From: Frankie Wood-Black <fwblack**At_Symbol_Here**CABLEONE.NET>
Subject: Re: [DCHAS-L] Use of fire resistant lab coat
Date: Fri, 18 Jul 2014 12:27:17 -0500
Reply-To: DCHAS-L <DCHAS-L**At_Symbol_Here**MED.CORNELL.EDU>
Message-ID: CA+hVcMtXOZ4tzwAhZgykb0goNNKGz6Obpfo9jSVi2WSy8yMq4g**At_Symbol_Here**
In-Reply-To <53d5f28a772947b1a4aa0ee9c70dd25e**At_Symbol_Here**>

Most industrial laboratories in the petrochemical industry have gone to that requirement.

Due to the changes in many of the freshman and sophomore - general chemistry labs - I would say no to regular use in a general laboratory course.

But as for research and upper division, I don't see the big change - I don't even thing there is a significant difference in cost anymore between a non-FR and FR laboratory coat - so wouldn't not sure finances are a big deterrent.

FR is becoming very easy to obtain - TSC, Hardware stores and in Midland Texas and in North Dakota - the corner gas station. So - requiring FR for a person regularly using flammable materials in the laboratory - is not a big stretch.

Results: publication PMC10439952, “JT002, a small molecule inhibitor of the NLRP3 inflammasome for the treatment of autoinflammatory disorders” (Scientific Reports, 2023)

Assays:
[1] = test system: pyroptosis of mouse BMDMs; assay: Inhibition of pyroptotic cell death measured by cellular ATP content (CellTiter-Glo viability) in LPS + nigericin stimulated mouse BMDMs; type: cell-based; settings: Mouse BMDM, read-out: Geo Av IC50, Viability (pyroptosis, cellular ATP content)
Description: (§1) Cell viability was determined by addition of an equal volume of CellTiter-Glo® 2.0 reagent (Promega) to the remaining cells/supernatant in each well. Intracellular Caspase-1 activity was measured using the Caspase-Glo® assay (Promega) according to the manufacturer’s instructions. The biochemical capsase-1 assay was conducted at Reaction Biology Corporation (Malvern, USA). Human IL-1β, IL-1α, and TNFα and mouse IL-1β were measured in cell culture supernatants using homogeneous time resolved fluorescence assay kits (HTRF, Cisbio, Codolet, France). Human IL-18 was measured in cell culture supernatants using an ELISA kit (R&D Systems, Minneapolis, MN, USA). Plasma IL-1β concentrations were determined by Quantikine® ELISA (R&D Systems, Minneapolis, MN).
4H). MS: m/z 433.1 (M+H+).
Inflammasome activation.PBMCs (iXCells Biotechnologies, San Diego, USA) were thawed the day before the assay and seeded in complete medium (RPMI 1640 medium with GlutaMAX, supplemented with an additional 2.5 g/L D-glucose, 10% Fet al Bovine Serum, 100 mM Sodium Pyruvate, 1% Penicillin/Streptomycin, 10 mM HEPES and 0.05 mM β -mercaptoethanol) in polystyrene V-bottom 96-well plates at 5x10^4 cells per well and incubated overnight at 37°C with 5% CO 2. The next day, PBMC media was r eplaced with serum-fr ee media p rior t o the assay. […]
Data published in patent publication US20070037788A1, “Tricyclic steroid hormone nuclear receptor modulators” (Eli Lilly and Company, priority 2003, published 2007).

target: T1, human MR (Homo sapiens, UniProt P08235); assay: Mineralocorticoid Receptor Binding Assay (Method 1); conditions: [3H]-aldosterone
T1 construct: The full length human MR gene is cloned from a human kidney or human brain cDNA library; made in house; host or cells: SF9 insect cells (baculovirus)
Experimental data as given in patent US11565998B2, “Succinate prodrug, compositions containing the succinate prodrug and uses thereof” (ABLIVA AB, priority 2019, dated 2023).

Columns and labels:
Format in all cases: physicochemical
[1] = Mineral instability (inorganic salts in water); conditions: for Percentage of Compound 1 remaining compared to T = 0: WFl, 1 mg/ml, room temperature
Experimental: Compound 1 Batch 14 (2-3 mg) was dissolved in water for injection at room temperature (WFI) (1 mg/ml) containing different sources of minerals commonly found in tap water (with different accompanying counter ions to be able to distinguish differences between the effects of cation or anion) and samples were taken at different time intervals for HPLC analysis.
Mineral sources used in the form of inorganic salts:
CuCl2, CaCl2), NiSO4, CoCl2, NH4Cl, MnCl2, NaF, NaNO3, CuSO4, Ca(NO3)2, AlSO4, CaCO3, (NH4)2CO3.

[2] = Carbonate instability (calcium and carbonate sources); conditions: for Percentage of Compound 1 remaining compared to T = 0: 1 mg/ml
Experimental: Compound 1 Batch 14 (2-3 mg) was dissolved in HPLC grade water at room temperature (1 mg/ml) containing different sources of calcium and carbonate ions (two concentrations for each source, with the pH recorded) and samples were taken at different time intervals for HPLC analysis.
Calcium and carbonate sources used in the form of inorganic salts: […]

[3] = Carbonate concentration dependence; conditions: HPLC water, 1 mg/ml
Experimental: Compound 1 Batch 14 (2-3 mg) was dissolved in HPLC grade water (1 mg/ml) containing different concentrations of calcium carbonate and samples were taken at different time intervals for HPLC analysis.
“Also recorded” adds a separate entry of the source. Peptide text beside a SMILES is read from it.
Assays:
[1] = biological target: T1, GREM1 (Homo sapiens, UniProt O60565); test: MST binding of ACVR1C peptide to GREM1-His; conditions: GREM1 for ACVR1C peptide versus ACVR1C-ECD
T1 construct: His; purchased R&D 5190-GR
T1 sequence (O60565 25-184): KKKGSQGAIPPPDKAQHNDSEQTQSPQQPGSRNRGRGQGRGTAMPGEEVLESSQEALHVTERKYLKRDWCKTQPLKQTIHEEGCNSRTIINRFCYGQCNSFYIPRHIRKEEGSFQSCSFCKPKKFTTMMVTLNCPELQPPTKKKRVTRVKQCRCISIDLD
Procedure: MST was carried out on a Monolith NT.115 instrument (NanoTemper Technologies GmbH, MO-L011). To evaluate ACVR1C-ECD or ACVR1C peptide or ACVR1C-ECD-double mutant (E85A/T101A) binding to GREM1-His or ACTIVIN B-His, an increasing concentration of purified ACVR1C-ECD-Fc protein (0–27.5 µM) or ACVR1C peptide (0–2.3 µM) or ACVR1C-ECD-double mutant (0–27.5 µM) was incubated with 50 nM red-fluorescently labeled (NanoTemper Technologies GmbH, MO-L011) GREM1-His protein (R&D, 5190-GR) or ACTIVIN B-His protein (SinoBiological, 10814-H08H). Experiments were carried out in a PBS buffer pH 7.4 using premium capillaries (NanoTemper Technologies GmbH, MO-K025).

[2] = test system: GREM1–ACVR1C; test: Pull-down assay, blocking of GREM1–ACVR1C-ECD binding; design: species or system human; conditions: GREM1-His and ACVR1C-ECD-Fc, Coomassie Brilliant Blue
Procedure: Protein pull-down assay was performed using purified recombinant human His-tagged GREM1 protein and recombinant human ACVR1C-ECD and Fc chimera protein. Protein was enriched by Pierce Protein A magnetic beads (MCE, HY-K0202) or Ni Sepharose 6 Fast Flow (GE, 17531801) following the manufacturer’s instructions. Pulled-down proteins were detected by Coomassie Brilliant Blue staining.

On Fri, Jul 18, 2014 at 11:23 AM, Ralph B. Stuart <ralph.stuart**At_Symbol_Here**> wrote:
A question I'm wondering about as we as a professional community consider the aftermath of the UCLA lab fire and its legal follow up is whether there is a reason beyond finances to not use fire resistant lab coats in the lab setting. I recognize that both the initial and maintenance costs associated with fire resistant coats are significantly higher than alternatives, but I wonder if there are other disadvantages associated with their use.

Thanks for any information about this.

- Ralph

Ralph Stuart, CIH CCHO
Chemical Hygiene Officer
Department of Environmental Health and Safety
Cornell University
Ithaca, NY 14850


Frankie Wood-Black, Ph.D., REM, MBA
Principal - Sophic Pursuits
6855 Lake Road
Ponca City, OK 74604

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